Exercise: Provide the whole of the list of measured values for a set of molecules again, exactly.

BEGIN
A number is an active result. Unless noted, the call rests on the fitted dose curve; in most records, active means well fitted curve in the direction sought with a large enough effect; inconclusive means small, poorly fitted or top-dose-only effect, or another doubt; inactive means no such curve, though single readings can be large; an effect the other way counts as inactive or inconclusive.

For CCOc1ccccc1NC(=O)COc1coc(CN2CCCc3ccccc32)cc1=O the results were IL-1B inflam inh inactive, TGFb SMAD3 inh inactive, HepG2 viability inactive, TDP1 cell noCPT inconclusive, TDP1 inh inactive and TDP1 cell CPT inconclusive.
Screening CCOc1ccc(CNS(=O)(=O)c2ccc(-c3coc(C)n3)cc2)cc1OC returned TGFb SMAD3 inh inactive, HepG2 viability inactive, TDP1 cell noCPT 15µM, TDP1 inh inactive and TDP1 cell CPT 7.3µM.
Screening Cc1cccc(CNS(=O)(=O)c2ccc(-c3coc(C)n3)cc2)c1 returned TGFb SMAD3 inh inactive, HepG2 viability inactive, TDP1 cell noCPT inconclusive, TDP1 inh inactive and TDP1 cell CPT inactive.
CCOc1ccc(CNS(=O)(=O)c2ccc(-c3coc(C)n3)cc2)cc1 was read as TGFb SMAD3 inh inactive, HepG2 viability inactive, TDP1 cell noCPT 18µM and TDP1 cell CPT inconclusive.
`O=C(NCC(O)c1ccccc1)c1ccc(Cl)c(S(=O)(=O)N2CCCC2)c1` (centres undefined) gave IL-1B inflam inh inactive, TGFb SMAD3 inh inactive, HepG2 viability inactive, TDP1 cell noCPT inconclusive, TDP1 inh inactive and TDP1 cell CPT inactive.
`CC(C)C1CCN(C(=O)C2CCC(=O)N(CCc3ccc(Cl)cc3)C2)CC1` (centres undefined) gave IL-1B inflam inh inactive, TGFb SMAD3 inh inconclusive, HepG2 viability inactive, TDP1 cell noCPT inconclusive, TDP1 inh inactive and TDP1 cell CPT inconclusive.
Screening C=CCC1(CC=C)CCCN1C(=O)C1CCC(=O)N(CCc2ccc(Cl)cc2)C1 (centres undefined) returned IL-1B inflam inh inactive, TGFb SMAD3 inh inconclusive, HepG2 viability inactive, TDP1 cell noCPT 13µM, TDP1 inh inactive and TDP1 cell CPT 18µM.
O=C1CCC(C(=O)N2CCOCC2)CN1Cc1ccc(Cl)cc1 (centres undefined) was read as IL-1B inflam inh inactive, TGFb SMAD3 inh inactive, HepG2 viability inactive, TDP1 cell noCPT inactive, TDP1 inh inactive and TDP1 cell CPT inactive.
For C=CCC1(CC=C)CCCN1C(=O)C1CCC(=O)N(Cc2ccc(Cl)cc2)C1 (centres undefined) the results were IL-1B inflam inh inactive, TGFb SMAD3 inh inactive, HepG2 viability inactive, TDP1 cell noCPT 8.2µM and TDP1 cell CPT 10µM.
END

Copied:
A number is an active result. Unless noted, the call rests on the fitted dose curve; in most records, active means well fitted curve in the direction sought with a large enough effect; inconclusive means small, poorly fitted or top-dose-only effect, or another doubt; inactive means no such curve, though single readings can be large; an effect the other way counts as inactive or inconclusive.

For CCOc1ccccc1NC(=O)COc1coc(CN2CCCc3ccccc32)cc1=O the results were IL-1B inflam inh inactive, TGFb SMAD3 inh inactive, HepG2 viability inactive, TDP1 cell noCPT inconclusive, TDP1 inh inactive and TDP1 cell CPT inconclusive.
Screening CCOc1ccc(CNS(=O)(=O)c2ccc(-c3coc(C)n3)cc2)cc1OC returned TGFb SMAD3 inh inactive, HepG2 viability inactive, TDP1 cell noCPT 15µM, TDP1 inh inactive and TDP1 cell CPT 7.3µM.
Screening Cc1cccc(CNS(=O)(=O)c2ccc(-c3coc(C)n3)cc2)c1 returned TGFb SMAD3 inh inactive, HepG2 viability inactive, TDP1 cell noCPT inconclusive, TDP1 inh inactive and TDP1 cell CPT inactive.
CCOc1ccc(CNS(=O)(=O)c2ccc(-c3coc(C)n3)cc2)cc1 was read as TGFb SMAD3 inh inactive, HepG2 viability inactive, TDP1 cell noCPT 18µM and TDP1 cell CPT inconclusive.
`O=C(NCC(O)c1ccccc1)c1ccc(Cl)c(S(=O)(=O)N2CCCC2)c1` (centres undefined) gave IL-1B inflam inh inactive, TGFb SMAD3 inh inactive, HepG2 viability inactive, TDP1 cell noCPT inconclusive, TDP1 inh inactive and TDP1 cell CPT inactive.
`CC(C)C1CCN(C(=O)C2CCC(=O)N(CCc3ccc(Cl)cc3)C2)CC1` (centres undefined) gave IL-1B inflam inh inactive, TGFb SMAD3 inh inconclusive, HepG2 viability inactive, TDP1 cell noCPT inconclusive, TDP1 inh inactive and TDP1 cell CPT inconclusive.
Screening C=CCC1(CC=C)CCCN1C(=O)C1CCC(=O)N(CCc2ccc(Cl)cc2)C1 (centres undefined) returned IL-1B inflam inh inactive, TGFb SMAD3 inh inconclusive, HepG2 viability inactive, TDP1 cell noCPT 13µM, TDP1 inh inactive and TDP1 cell CPT 18µM.
O=C1CCC(C(=O)N2CCOCC2)CN1Cc1ccc(Cl)cc1 (centres undefined) was read as IL-1B inflam inh inactive, TGFb SMAD3 inh inactive, HepG2 viability inactive, TDP1 cell noCPT inactive, TDP1 inh inactive and TDP1 cell CPT inactive.
For C=CCC1(CC=C)CCCN1C(=O)C1CCC(=O)N(Cc2ccc(Cl)cc2)C1 (centres undefined) the results were IL-1B inflam inh inactive, TGFb SMAD3 inh inactive, HepG2 viability inactive, TDP1 cell noCPT 8.2µM and TDP1 cell CPT 10µM.